The National Trust is to host an exhibition at Leith Hill Place to mark the Great Storm of 1987 and the devastation on the surrounding landscape of Leith Hill.
The 30th anniversary of the Great Storm will be marked this autumn by the National Trust at Leith Hill with a photographic exhibition showing the damage caused at this famous Surrey landmark. Leith Hill, one of the highest points of Surrey was devastated by the hurricane-force winds which resulted in the loss of hundreds of trees, many of which were veteran specimens.
As violent as the storm was, no serious damage was sustained to people or buildings at Leith Hill and the effects of the deforestation presented the rangers caring for the hill with some unique opportunities.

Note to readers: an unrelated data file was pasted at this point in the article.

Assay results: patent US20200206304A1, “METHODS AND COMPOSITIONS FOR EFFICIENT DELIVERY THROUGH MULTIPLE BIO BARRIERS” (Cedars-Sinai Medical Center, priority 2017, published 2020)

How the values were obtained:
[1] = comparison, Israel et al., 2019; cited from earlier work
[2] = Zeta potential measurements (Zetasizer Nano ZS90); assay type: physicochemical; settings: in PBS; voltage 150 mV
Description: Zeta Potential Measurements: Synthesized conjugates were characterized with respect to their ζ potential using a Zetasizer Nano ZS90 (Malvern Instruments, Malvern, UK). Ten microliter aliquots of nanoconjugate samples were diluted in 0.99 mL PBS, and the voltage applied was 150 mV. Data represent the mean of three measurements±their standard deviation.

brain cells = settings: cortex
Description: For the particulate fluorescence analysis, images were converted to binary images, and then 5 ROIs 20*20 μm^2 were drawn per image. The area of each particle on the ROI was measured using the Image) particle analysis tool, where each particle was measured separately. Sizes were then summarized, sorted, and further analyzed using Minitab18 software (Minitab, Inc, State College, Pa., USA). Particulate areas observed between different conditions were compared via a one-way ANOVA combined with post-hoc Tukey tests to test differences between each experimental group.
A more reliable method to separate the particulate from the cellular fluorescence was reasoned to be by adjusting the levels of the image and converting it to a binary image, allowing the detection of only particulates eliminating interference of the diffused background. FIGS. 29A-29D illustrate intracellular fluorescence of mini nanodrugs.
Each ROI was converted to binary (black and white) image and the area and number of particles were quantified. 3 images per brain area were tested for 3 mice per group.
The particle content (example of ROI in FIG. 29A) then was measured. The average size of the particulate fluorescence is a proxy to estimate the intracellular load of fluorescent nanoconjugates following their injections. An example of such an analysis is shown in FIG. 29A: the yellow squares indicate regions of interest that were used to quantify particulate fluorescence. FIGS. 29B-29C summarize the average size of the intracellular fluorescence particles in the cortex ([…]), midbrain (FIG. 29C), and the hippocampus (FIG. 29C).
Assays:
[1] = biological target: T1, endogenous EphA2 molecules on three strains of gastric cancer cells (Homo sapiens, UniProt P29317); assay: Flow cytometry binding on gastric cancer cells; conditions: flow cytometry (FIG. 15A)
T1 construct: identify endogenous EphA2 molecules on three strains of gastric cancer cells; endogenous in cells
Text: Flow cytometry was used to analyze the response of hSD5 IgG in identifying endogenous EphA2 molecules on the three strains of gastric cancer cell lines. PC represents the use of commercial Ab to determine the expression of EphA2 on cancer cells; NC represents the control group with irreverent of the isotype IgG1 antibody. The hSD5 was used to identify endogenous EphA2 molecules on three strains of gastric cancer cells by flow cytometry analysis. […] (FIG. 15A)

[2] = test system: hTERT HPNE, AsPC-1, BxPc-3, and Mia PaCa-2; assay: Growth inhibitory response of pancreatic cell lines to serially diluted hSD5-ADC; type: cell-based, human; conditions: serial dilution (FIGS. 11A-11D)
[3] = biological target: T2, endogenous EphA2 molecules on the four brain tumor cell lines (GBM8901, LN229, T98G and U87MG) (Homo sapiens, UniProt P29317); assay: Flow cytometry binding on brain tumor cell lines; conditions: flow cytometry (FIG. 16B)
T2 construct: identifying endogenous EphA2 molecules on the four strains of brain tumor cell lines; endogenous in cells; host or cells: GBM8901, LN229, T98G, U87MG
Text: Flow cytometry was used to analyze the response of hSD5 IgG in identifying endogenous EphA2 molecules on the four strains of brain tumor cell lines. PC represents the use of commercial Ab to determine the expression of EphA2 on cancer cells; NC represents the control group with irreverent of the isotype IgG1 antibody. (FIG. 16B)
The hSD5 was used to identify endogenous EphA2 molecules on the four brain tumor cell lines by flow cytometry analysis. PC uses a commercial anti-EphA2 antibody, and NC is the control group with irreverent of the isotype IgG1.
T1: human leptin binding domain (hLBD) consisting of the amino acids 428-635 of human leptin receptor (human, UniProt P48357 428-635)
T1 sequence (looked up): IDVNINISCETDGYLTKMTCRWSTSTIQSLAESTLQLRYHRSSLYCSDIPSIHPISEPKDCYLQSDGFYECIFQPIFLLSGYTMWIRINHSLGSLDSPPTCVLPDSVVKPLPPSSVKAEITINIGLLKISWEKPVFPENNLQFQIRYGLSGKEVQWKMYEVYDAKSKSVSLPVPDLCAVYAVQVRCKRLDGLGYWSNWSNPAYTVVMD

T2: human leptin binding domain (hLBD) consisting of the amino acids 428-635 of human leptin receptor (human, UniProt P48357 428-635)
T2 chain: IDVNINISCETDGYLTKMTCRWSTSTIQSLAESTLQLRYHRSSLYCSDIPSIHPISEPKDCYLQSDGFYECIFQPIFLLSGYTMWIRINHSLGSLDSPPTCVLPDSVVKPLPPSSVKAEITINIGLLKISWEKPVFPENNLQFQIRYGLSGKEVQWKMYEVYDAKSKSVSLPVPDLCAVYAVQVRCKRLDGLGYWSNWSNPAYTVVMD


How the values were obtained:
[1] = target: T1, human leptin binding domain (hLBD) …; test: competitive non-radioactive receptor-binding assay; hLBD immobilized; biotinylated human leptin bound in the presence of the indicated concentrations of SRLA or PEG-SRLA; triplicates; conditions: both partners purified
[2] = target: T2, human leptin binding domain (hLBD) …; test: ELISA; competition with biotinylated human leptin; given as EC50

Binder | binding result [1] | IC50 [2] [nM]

Leith Hill comprises some of the most beautiful Surrey countryside – farmland, woodland and heathland, bursting with colour and birdsong throughout the year. Associated with Charles Darwin, the great naturalist, and the artistic and creative Wedgwood family, there are surprising histories at every turn. The top of Leith Hill Tower is proudly known as the highest point in the south east of England with spectacular views north to the high-rise buildings of London and the sparkling sea through Shoreham Gap to the south.
The Great Storm; 30 Years On will be open to visitors on Fridays, Saturdays and Sundays from 6 October until 29 October at Leith Hill Place from 11am until 5pm.
If you have photographs and/or memorabilia that you would like to loan to the National Trust for this exhibition, please email [email protected]